Mr. Tsai sold his stake in Fidelity and moved to New York, where he established the Manhattan Fund and became a billionaire corporate financier. He died in 2008.
For decades, Fidelity has been the subject of intense speculation over who Mr Johnson would appoint as his successor. After holding various senior positions within the company and for a time becoming its largest shareholder, his daughter Abigail was appointed chief executive in 2014. On his death, Mr Johnson’s title was chairman skilled.
Last year, Forbes magazine class Abigail Johnson and her father are the 27th and 60th richest people in the world, with assets totaling $36.7 billion.
His only son, Edward IV, is President of Pembroke, a real estate company affiliated with Fidelity, and his other daughter, Elizabeth, are not involved in the family business. Besides his children, Mr. Johnson is survived by his wife, Elizabeth (Hodges) Johnson, whom he married in 1960, and seven grandchildren.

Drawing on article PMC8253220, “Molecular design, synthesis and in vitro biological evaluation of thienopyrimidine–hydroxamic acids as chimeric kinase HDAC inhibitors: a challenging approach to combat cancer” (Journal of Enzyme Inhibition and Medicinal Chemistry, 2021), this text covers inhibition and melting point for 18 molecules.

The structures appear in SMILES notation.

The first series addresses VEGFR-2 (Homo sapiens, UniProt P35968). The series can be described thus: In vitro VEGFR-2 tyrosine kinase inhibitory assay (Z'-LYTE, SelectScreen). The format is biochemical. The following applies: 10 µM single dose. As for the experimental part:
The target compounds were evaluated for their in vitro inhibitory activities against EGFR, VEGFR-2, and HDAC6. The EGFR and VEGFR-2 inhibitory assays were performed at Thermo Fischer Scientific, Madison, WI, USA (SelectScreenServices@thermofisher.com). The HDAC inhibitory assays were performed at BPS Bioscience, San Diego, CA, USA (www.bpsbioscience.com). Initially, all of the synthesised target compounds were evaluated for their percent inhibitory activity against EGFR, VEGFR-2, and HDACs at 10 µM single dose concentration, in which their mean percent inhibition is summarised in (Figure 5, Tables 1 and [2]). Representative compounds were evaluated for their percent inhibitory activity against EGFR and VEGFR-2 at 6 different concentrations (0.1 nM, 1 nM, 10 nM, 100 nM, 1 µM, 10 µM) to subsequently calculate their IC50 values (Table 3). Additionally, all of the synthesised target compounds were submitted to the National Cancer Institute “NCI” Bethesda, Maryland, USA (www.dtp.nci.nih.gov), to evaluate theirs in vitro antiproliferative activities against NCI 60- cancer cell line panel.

In 2007, in a rare interview, Johnson spoke to Institutional Investor magazine about running private companies. He said that while strangers can be given important roles, family members must play an important role in ensuring stability “and a philosophy or a culture continues to do things a certain way”.
A major element of Mr Johnson’s management style was his embrace of kaizen, a Japanese strategy involving constant incremental improvement he learned from a book he found in a Tokyo hotel gift shop. He hired the author to lecture to Fidelity executives, made a video on kaizen for new hires, and wrote the foreword to another kaizen book, which included Fidelity as a case study.
Observers have often suggested that Mr. Johnson’s dedication to kaizen could explain frequent personnel changes at Fidelity, including Mr. Johnson’s removal of his daughter Abigail as head of the mutual funds division, which was suffering. poor performance in 2005.